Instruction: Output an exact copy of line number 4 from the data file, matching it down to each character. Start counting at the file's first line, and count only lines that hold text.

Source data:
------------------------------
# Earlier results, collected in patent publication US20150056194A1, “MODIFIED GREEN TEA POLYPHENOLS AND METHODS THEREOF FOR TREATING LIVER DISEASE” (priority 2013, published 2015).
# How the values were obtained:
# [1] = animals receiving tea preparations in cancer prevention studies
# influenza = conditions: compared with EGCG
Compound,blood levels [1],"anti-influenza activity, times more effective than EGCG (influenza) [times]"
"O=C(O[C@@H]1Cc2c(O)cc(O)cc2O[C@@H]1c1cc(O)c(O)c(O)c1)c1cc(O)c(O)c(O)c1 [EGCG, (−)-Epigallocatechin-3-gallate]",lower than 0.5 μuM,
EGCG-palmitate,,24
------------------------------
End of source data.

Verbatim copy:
# influenza = conditions: compared with EGCG